Microsoft Office Tutorials and References
In Depth Information
Think about it. A properly designed spreadsheet report could show
trends in sales, headcounts, customer complaints, economic
trends, interest rates, and manufacturing rework…all on the same
printed page. And a figure about any of these topics could be
replaced with another figure in minutes.
Excel is the only software I know that allows companies to present
data from many different sources in one report, and do so quickly.
In the pages ahead, I’ll explain the techniques for doing this.
Graphic Design
Ideally, benchmark reports should look like they came from a
magazine or newspaper. This makes the reports both interesting
and easy to read.
As a rule, however, bean counters aren’t qualified to design
magazine-quality reports, just as graphic artists aren’t qualified to
design cost accounting systems. But bean counters can copy
graphic designs they find in magazines and newspapers.
To illustrate, the
graphic design for
this item came
from a similar
display that I
clipped from the
Wall Street Journal
more than ten
years ago. If the
row and column
headings weren’t
included with the figure, it never would look like it came from Excel.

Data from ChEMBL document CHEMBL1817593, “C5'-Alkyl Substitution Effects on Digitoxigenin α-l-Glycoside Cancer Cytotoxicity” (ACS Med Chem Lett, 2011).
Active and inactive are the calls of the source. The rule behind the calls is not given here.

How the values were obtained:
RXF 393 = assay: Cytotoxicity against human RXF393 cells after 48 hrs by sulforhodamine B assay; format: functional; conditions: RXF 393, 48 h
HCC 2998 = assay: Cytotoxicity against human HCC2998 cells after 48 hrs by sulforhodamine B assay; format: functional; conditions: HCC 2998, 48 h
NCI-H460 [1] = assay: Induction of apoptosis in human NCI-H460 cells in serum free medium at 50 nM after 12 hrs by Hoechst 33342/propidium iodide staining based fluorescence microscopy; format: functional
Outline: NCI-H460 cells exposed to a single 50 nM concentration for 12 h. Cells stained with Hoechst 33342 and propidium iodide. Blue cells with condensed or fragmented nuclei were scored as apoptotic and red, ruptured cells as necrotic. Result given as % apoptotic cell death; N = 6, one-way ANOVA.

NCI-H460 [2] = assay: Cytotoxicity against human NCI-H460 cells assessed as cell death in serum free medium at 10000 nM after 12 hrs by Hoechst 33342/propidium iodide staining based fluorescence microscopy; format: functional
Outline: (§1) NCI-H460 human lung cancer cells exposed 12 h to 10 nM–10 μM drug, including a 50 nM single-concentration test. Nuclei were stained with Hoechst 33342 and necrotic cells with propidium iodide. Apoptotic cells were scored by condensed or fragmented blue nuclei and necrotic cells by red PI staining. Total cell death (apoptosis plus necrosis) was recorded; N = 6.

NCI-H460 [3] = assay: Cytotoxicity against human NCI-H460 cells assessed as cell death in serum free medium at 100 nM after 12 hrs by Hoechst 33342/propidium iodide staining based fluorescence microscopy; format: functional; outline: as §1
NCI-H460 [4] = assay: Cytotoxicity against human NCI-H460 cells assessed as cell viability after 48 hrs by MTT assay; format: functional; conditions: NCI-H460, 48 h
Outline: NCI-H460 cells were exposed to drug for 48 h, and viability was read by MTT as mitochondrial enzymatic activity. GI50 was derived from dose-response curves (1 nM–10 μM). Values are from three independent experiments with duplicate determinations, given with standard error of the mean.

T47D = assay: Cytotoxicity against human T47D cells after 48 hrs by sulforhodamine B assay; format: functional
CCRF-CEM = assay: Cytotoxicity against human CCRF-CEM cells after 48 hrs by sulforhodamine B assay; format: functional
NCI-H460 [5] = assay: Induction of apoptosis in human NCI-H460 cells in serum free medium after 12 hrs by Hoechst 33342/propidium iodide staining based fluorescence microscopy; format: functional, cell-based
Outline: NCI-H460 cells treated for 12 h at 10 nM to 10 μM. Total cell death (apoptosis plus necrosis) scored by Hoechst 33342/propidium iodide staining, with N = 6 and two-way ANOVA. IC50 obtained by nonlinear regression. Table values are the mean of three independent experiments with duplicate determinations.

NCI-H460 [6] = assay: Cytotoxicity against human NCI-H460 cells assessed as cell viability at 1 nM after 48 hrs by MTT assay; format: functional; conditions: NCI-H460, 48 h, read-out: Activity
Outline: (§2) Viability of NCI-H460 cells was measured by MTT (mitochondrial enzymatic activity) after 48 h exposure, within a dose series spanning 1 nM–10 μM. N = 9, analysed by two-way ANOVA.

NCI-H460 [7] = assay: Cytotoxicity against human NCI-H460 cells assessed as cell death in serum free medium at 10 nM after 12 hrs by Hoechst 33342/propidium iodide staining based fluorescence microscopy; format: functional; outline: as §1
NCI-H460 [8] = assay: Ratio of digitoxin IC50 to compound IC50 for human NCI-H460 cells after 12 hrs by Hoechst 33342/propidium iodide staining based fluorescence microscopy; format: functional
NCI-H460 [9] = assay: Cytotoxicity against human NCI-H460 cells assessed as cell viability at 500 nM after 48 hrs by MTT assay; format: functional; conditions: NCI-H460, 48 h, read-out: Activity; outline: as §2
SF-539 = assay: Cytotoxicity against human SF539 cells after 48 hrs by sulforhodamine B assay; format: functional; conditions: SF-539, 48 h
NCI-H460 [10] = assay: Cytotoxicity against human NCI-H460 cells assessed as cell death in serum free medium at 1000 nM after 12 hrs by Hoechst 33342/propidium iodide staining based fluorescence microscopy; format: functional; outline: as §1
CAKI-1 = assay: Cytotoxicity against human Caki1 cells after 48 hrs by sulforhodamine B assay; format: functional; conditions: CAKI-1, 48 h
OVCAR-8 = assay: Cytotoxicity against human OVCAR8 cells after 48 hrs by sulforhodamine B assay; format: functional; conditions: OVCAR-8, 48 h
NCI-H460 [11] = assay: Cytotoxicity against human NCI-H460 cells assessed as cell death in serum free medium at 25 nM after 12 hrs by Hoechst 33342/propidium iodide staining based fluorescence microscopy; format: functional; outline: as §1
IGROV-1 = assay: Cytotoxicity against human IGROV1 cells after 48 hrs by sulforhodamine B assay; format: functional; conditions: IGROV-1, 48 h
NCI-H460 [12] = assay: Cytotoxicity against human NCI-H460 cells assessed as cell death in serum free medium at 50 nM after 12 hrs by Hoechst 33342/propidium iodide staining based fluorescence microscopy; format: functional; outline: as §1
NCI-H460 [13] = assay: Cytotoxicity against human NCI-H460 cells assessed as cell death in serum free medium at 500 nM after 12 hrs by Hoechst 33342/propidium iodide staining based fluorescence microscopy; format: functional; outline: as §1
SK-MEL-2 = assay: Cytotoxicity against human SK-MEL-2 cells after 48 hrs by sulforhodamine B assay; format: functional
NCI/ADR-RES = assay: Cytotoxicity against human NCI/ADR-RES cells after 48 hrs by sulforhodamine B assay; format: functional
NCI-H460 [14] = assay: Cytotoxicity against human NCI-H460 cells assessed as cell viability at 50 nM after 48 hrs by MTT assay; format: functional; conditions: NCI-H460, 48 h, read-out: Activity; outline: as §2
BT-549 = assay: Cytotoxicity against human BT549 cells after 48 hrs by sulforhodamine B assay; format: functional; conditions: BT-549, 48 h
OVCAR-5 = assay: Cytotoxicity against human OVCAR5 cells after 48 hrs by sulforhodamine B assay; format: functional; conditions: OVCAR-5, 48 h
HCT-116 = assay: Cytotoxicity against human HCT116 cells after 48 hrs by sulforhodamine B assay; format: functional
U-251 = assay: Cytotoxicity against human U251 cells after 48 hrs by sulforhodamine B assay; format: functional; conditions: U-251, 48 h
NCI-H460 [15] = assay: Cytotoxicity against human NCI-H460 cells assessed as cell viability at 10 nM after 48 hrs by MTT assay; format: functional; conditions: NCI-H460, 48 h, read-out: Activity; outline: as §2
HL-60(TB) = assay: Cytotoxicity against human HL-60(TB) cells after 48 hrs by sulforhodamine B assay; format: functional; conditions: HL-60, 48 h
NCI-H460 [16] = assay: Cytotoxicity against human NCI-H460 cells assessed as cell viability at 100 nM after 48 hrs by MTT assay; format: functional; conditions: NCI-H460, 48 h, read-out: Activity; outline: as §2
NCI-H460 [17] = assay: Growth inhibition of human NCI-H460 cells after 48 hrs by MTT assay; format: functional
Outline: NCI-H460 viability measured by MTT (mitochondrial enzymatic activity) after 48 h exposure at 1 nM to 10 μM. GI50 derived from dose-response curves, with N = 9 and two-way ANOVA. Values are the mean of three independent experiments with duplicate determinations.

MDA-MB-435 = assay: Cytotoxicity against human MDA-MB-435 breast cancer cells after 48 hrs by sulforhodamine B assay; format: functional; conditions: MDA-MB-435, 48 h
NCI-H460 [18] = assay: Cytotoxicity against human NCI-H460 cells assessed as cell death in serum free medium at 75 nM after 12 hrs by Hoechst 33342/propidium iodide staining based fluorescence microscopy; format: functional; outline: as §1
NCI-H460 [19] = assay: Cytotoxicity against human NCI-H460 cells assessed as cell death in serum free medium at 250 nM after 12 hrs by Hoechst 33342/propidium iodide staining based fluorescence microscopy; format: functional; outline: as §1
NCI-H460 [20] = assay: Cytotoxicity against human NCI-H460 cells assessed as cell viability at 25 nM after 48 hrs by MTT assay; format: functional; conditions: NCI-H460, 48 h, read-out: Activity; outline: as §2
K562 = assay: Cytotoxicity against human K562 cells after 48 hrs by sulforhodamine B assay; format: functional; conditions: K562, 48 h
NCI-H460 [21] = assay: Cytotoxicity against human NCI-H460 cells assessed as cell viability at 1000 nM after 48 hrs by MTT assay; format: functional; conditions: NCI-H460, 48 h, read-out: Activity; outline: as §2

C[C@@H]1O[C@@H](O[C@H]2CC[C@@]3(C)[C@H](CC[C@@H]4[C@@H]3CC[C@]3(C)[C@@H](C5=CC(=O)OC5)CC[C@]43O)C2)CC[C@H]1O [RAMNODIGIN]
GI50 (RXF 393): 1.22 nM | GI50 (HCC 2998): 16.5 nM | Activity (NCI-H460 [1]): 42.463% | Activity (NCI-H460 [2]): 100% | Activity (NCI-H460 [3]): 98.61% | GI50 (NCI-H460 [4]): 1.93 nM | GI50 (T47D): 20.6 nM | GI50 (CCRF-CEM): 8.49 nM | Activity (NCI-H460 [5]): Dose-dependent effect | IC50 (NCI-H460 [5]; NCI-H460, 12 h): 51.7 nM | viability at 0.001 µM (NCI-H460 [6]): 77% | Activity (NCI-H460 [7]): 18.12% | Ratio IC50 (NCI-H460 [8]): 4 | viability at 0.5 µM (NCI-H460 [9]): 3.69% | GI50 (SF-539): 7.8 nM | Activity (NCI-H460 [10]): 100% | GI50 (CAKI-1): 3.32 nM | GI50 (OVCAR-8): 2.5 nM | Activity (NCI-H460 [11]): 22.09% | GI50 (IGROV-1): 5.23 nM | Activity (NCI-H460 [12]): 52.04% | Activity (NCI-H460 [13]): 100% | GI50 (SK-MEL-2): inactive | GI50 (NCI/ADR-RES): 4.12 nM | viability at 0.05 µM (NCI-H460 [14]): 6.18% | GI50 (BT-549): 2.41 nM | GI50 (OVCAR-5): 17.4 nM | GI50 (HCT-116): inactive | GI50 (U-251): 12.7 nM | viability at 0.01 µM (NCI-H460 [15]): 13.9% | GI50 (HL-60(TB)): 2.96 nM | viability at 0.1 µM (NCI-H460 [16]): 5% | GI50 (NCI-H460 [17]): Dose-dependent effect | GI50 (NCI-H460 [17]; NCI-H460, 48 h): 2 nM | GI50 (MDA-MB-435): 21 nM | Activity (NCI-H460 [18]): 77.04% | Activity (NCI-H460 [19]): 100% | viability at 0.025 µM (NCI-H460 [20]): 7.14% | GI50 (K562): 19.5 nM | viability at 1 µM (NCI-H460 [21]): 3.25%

AB
C
D
E
F
G
H
I
J
KL
4
5
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10
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Head to Head
Boeing vs EADS
The Profit Picture:
Boeing and EADS
Annual net income in billions
The Fundamentals
Boeing
2001
2002
4
Revenues ($ billion)
58.2
$
54.1
$
Gross Profit ($ billion)
11.2
$
10.1
$
3
Gross Profit Margin
19%
19%
Net Income ($ billion)
2.8
$
0.5
$
2
Net Profit Margin
4.9%
0.9%
1
0
EADS
2001
2002
Revenues ($ billion)
27.3
$
31.3
$
-1
Gross Profit ($ billion)
4.9
$
4.7
$
Gross Profit Margin
18%
15%
-2
Net Income ($ million)
1.2
$
0.3
-$
2000
2001
2002
Net Profit Margin
4.5%
-1.0%
You can find good-looking and data-rich report designs in nearly
every business magazine and newspaper. Business Week, Forbes,
Fortune, the Wall Street Journal, and the Financial Times all print
 
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